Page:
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When model and Estée Lauder face Joan Smalls arrived at last year’s Met Gala, it wasn’t just her floor-sweeping nude Vera Wang dress that caused a stir on the red carpet; it was the arresting shade of violet painted onto her lips. Even at an event known for extreme fashion risks, it was a bold move—one that sparked a flurry of purple-lipped selfies in response on Instagram. “I started seeing people tag me after the Met Gala,” Smalls recalls, speaking by phone last week from her native Puerto Rico. “I was like, ‘This is so cool. People are really reacting to it in a very positive way.’ ” The unexpected fervor planted a seed in her mind for a future lipstick collaboration, and today it finally comes to fruition with the launch of twelve vibrant shades developed with Estée Lauder. “I’m very hands-on when I’m involved with something,” she says with a laugh, and that close attention to detail shines through in the collection’s supersaturated colors, including Neon Azalea (an effervescent pink), Commanding (a black cherry pigment, its name chosen by her Instagram followers), and two takes on statement purple: Extrovert (a spot-on eggplant) and Shameless Violet, which bears striking resemblance to that gala-tested shade. What does it take to pull off such a color? “Confidence!” she exclaims. “It’s all about self-expression. Just go with your heart and your mood. If you don’t want to go as bold, pat it down with a tissue and use it as a tint,” she advises. “Baby steps.” Texture is just as important to Smalls, who insisted on a matte formula—it’s chicer, she says, and easier to maintain than a high-shine lipstick—that nonetheless “feels creamy rather than dry and flaky.” In other words, it’s the type of lipstick that can last through dinner with her boyfriend, as proved last Thursday when she paired a wearable neutral (Covetous Nude) with “a lot, a lot of lashes” for a night out in Old San Juan. Even though Smalls counts herself a late convert to lip color—she remembers her mother asking her, “Aren’t you going to put lipstick on?”—the model plans on making up for lost time with a full arsenal to choose from (all permanent additions to the Estée Lauder line). “You shouldn’t have certain rules or restrictions,” she muses of her adventurous approach to color. “It’s like painting: You have to have fun with it!”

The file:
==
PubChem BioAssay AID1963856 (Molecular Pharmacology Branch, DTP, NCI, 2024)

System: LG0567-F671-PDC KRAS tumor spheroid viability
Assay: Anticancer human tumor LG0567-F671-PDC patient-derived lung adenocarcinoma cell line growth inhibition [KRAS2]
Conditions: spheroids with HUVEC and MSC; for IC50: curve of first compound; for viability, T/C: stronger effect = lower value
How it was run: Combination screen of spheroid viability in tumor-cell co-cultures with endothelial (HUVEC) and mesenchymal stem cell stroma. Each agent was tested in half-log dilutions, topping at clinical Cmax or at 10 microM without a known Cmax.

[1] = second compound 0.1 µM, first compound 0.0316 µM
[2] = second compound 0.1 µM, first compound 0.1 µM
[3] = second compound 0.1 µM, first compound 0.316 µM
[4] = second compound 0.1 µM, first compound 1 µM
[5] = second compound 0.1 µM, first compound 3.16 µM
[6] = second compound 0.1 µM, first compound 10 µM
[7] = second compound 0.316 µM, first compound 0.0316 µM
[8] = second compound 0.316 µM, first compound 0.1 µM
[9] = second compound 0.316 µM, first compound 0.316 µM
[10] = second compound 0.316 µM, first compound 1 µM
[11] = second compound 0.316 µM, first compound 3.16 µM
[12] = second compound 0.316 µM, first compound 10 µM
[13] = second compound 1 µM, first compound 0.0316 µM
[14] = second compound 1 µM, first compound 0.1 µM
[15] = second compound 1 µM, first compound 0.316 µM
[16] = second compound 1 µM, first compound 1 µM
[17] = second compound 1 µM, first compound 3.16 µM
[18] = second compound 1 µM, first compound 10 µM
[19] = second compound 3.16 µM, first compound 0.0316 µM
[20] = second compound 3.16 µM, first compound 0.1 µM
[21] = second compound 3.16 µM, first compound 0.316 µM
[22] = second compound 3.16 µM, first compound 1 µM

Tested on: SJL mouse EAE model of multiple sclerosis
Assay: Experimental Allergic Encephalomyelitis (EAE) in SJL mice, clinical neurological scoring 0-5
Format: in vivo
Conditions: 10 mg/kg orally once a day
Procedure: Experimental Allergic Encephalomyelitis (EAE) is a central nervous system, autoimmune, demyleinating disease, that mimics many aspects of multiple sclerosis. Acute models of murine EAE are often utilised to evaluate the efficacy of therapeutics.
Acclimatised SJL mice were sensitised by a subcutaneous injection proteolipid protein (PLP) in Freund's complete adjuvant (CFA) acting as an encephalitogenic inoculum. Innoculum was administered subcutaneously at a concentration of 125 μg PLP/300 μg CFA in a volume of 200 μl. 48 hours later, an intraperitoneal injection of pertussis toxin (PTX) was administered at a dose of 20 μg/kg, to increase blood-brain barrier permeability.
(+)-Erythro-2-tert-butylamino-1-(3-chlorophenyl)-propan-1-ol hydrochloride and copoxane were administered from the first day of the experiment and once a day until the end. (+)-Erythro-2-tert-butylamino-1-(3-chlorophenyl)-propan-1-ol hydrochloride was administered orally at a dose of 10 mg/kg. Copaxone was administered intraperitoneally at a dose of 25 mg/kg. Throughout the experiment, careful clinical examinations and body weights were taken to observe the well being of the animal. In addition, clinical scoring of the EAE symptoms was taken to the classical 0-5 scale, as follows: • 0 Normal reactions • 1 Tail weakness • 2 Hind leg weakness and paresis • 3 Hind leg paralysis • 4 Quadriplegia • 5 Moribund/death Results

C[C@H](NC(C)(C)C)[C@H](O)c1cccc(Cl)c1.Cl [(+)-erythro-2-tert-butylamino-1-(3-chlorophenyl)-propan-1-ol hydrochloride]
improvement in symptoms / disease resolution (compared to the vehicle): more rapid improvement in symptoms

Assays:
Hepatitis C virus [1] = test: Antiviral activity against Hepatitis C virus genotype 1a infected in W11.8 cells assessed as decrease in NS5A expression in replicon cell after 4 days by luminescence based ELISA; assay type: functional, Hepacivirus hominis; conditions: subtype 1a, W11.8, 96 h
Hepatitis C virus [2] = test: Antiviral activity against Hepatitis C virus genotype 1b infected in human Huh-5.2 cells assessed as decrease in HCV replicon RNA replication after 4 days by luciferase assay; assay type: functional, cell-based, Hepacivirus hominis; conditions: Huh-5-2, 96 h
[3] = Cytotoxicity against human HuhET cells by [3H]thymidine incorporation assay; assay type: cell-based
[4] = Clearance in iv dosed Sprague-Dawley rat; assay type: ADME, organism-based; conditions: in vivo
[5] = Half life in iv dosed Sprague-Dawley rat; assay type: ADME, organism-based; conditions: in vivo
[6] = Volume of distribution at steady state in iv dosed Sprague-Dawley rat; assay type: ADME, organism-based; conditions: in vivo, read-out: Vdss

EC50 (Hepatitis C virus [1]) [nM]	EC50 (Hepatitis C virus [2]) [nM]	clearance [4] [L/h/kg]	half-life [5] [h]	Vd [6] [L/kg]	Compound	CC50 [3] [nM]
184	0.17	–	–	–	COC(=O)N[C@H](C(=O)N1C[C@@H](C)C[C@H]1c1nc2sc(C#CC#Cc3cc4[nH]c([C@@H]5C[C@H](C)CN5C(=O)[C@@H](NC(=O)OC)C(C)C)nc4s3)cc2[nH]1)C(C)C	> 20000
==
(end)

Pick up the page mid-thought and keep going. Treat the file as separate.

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Another day, another I’ll-have-what-she’s-having elixir. And yet, in the midst of activated-charcoal tonics, slow-simmered bone broths, and nut milks spiked with turmeric, the most compelling health brew of the moment isn’t exactly new. Tea, naturally rich in antioxidants and low in sugar, is experiencing a major fashion and wellness renaissance—and if a quick look around is any indication, it may be poised to become the next green juice. In recent seasons, models have declared allegiance to energy-boosting herbal blends backstage, with Kendall Jenner professing her love for Kusmi Tea’s BB Detox, a mix of green tea, maté, and guarana, among other ingredients. Meanwhile, matcha—the powdered bright-green tea that appeals to purists and the whole of Instagram—has given rise to cafés like Chalait, a jewel box in Manhattan’s West Village; you can also find it on the menu at the nearby Equinox (virtuous) and in a new custard pie at Brooklyn’s Four & Twenty Blackbirds (deliciously less so). And among those shaping how we think about beauty today—from Reiki-practicing facialists to herb-focused shopkeepers committed to impeccable sourcing—it’s increasingly top of mind. “Beauty tea is the next wave,” says Jessica Richards, owner of Brooklyn boutique Shen, known for its curated mix of natural-focused skin care and in-house facials. For a glowing complexion, she says, “It goes back to what you eat”—and drink. Richards regularly brews Egyptian licorice tea, citing its anti-inflammatory properties, and starting this week, she’s stocking the new Sleepy Cow tea from the U.K. brand (and Soho House favorite) Cowshed. The elegantly packaged lemon-chamomile blend, developed with the London-based Joe’s Tea Co., will be on offer post-treatment at Shen this fall for an extra dose of calm. In the meantime, why not try facialist Negin Niknejad’s Love Potion? Inspired by her cosmically connected client, jewelry designer Pamela Love, the tea—made with heirloom roses, violet, nettle, cardamom, and other poetically charged ingredients—is one of four variations available as part of her JustBe skin-care line. Niknejad, in the midst of a three-year apprenticeship with an herbalist, also creates custom blends to support immune health and aid sleep. According to Niknejad, technique is everything: “I always recommend to steep your teas overnight,” she says of combining boiling water and herbs in a large Mason jar before refrigerating it the next morning. “Once you make an infusion”—as opposed to a quick-brewed cup—“that’s when it’s actually medicinal.” Ritual is essential to this new wave of tea-drinkers, from Niknejad, who recently hosted a full-moon tea gathering at her New York City studio, to Baelyn Elspeth, a Los Angeles native who leads Taoist-inspired tea ceremonies in dreamy locales (Venice Beach, cedar forests), where flower crowns and drums occasionally make an appearance. At New York’s CAP Beauty, a wellness boutique in the West Village, the sensorial aspects of tea extend to its facials, which often incorporate chamomile and green tea infusions. Later this fall, the company will launch a private-label organic matcha, which entails its own meditative ritual. Expect in-store tastings, along with handsome teacups by local ceramist Romy Northover. It follows that cleanse diehards have moved on to “teatoxing,” which makes some occasionally questionable weight-loss claims. “I don’t know about teatoxes,” says Frank Lipman, M.D., the New York integrative medicine expert who is no stranger to cleanses (his two-week version is a recurring topic of conversation in the Vogue offices), but he stands behind tea’s numerous benefits. “You get slightly different antioxidants and catechins and polyphenols” in different types, says Lipman, who drinks his way through the spectrum: black and green tea by day; rooibos by night. “In South Africa, we all grew up with rooibos tea,” says the Johannesburg-born doctor. “[It] was, in a way, like a catch-all remedy.” And it’s once again having a major moment, popping up in Aloha’s new Beauty Tea (along with sea buckthorn berry and hibiscus flower), in Sakara’s Detox Tea (with rose petals and stomach-soothing linden flowers), and in the free-radical fighting Cocoa Rooibos blend from L.A. boutique Chay, developed with the medicinal tea atelier Wilwand. Of course, there may be some logic to tea’s moderating effects on mood and late-afternoon cravings. “You start drinking a tea a day, and maybe you don’t need that second cup of coffee,” says CAP Beauty co-founder Cindy DiPrima. It’s certainly well worth clearing some space on your desk for The Office Blend, from the artisanal herb company Daphnis and Chloe, featuring irresistibly chic packaging by Nathalie Du Pasquier, the Milan-based artist and Memphis Group cofounder. Made with rosehip, Greek mountain tea, thyme flowers, and peppermint, it’s designed to enhance alertness—and weaning off cold brew has never tasted (or looked) so good.